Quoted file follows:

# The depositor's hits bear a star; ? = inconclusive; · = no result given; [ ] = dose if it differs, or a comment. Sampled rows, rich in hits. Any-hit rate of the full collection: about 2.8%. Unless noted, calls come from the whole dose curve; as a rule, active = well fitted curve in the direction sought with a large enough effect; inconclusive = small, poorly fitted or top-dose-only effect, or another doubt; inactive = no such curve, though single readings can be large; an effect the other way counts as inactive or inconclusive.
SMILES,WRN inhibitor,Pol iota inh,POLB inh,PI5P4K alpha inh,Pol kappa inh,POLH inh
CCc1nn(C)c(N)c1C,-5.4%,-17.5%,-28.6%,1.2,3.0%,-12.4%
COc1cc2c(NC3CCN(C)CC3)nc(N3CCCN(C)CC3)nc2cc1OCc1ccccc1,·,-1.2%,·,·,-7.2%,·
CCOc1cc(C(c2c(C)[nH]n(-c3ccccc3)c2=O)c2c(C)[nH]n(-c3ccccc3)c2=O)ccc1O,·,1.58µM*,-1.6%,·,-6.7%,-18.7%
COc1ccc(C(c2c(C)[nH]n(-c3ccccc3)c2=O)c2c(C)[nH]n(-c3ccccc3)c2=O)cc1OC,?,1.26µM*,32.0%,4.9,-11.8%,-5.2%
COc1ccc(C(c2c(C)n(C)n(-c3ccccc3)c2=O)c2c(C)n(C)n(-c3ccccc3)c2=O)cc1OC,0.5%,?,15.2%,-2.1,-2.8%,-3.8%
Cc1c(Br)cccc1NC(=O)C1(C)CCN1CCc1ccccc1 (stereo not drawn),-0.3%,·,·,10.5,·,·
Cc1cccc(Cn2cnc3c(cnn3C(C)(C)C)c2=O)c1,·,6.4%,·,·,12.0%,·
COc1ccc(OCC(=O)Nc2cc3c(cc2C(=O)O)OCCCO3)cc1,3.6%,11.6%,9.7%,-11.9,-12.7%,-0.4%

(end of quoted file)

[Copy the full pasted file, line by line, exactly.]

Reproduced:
# The depositor's hits bear a star; ? = inconclusive; · = no result given; [ ] = dose if it differs, or a comment. Sampled rows, rich in hits. Any-hit rate of the full collection: about 2.8%. Unless noted, calls come from the whole dose curve; as a rule, active = well fitted curve in the direction sought with a large enough effect; inconclusive = small, poorly fitted or top-dose-only effect, or another doubt; inactive = no such curve, though single readings can be large; an effect the other way counts as inactive or inconclusive.
SMILES,WRN inhibitor,Pol iota inh,POLB inh,PI5P4K alpha inh,Pol kappa inh,POLH inh
CCc1nn(C)c(N)c1C,-5.4%,-17.5%,-28.6%,1.2,3.0%,-12.4%
COc1cc2c(NC3CCN(C)CC3)nc(N3CCCN(C)CC3)nc2cc1OCc1ccccc1,·,-1.2%,·,·,-7.2%,·
CCOc1cc(C(c2c(C)[nH]n(-c3ccccc3)c2=O)c2c(C)[nH]n(-c3ccccc3)c2=O)ccc1O,·,1.58µM*,-1.6%,·,-6.7%,-18.7%
COc1ccc(C(c2c(C)[nH]n(-c3ccccc3)c2=O)c2c(C)[nH]n(-c3ccccc3)c2=O)cc1OC,?,1.26µM*,32.0%,4.9,-11.8%,-5.2%
COc1ccc(C(c2c(C)n(C)n(-c3ccccc3)c2=O)c2c(C)n(C)n(-c3ccccc3)c2=O)cc1OC,0.5%,?,15.2%,-2.1,-2.8%,-3.8%
Cc1c(Br)cccc1NC(=O)C1(C)CCN1CCc1ccccc1 (stereo not drawn),-0.3%,·,·,10.5,·,·
Cc1cccc(Cn2cnc3c(cnn3C(C)(C)C)c2=O)c1,·,6.4%,·,·,12.0%,·
COc1ccc(OCC(=O)Nc2cc3c(cc2C(=O)O)OCCCO3)cc1,3.6%,11.6%,9.7%,-11.9,-12.7%,-0.4%